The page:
Laying a lawn from turf is one of the most self-satisfying jobs that you can do as it is a fairly quick process and you get instant great looking results. The wonderous green ‘quilt’ on your garden unfolds before your very eyes. Laying turf is a job like most others – it pays to plan and prepare well, after that the final stages of laying turf should be pretty straight forward.
You should lay turf when the temperature isn’t too hot, early spring and Autumn are recommended as the turfs are less susceptible to the parching effects of the sun and there should be enough moisture in the soil to help the roots establish and develop downwards. When ordering turf be sure to have your ground preparation done before your turf arrives. This will ensure that your turf isn’t sitting around for extended periods before laying it as the turf condition and vigour will deteriorate the longer it is kept in storage.
Preparing the site for turf laying
Along with choosing good quality turves (see buying turf from turfing suppliers) – the key to laying a good lawn from turf is the preparation of the ground the turves are to be laid on. In brief summary preparing the soil involves
- removing and burning weeds
- removing bricks, stones and other objects that will inhibit root growth.
- Skimming off any existing turf
- Cultivating the soil to about a spades depth with an even surface, free of lumps / hollows
- Testing soil type and taking appropriate action
It is definitely worth spending the time and effort here to ensure that you have a good foundation for siting your lawn on, for more information see preparing the soil for a lawn.
After your hard work (depending on what your lawn site was previously like) you are now ready to lay the turves. To lay turf start by marking out a lawn edge with a garden line string by driving two canes into the soil at each end of the lawn and securing the garden line to them. You will use this straight line as a guide to where the edge of your first line of turf should appear.
Turves tend to come in lengths of about 1m and vary in width from 1 to 2 feet. Lay your turves snugly together so that they ends actually overlap by ½ an inch so that the edge of each turf is slightly raised where the turves meet. This will encourage the turves to grow ‘together’ and also prevent any unwanted ‘gaps’ or holes appearing in the lawn. Work along the garden line until you have finished and then start the next row.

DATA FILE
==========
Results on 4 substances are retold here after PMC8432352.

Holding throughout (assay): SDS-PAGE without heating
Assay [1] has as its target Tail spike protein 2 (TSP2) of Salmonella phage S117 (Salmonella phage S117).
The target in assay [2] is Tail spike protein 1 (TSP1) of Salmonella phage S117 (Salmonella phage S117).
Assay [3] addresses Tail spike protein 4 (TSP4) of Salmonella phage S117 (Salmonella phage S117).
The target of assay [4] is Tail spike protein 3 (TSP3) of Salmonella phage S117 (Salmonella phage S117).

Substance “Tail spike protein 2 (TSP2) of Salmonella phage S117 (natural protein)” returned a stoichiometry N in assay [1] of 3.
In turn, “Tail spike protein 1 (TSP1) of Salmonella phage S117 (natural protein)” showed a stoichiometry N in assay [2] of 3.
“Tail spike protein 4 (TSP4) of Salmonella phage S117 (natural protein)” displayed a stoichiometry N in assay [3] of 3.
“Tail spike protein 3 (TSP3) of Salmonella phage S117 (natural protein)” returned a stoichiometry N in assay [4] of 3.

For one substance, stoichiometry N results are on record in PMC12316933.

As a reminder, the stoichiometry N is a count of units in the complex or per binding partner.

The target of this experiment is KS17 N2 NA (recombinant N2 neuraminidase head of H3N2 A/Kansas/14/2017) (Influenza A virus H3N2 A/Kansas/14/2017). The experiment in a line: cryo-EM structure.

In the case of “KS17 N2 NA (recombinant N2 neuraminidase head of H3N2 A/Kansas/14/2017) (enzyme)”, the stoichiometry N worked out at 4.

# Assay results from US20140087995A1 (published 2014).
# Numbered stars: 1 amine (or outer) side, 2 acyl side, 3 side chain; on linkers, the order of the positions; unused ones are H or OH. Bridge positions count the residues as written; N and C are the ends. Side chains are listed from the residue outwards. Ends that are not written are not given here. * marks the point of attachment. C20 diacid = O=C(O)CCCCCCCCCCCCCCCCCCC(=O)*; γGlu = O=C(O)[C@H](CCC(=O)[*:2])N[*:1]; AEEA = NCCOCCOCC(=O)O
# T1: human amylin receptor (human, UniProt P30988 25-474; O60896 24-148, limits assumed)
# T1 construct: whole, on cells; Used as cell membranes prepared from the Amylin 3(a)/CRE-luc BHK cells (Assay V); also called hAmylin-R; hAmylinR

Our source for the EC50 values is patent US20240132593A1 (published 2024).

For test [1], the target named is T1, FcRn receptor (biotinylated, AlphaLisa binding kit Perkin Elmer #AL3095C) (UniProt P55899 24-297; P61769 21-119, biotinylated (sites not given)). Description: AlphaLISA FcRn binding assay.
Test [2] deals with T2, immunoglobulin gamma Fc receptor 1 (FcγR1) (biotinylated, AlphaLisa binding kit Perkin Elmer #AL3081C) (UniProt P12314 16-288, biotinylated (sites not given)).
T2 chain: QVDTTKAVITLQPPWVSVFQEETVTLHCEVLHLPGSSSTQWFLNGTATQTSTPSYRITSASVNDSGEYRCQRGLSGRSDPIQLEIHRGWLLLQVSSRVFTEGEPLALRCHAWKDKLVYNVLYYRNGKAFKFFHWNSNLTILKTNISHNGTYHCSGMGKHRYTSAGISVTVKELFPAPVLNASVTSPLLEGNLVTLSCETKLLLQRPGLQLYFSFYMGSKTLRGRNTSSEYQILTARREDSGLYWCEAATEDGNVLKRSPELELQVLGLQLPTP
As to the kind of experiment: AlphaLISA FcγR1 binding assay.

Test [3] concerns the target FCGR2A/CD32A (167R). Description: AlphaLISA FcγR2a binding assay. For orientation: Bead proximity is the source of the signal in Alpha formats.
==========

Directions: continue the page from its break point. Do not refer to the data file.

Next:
Stagger the alignment of turfs adjacent rows so that a continous join line does not appear across the whole lawn which will be far more noticeable than if the join only crosses one row. See the diagram below.
When laying turf it may be necessary to walk back over the turves that have already been laid. This can mess the turves up and cause compaction if done repeatedly so laying a plank across the turves and resting / walking on the plank can help distribute weight across the turves more evenly and prevent footprints, particularly in wet weather.
If any gaps are found after laying the lawn you can fill them with a top dressing mix, for more information see applying a top dressing to the lawn.
After you have finished laying the turf you need to ensure that it is in contact with the soil it is laid on so that the lawns roots can bond with and penetrate into the soil. You can use the reverse side of a spade to do this by stamping the turf, alteratively you can ‘walk’ the turf in by side-stepping a foots width at a time. Do not overdo the stamping of the turf as this can damage the grass.
That’s it, you have laid your even turf lawn and it should now successfully establish its root system in your well prepared soil. You should refrain from mowing your lawn until you can clearly see new growth from the turf, this lets the roots establish themselves before any stress. If periods of dry weather follow the date of laying your turf then you may need to water the new lawn if cracks start appearing.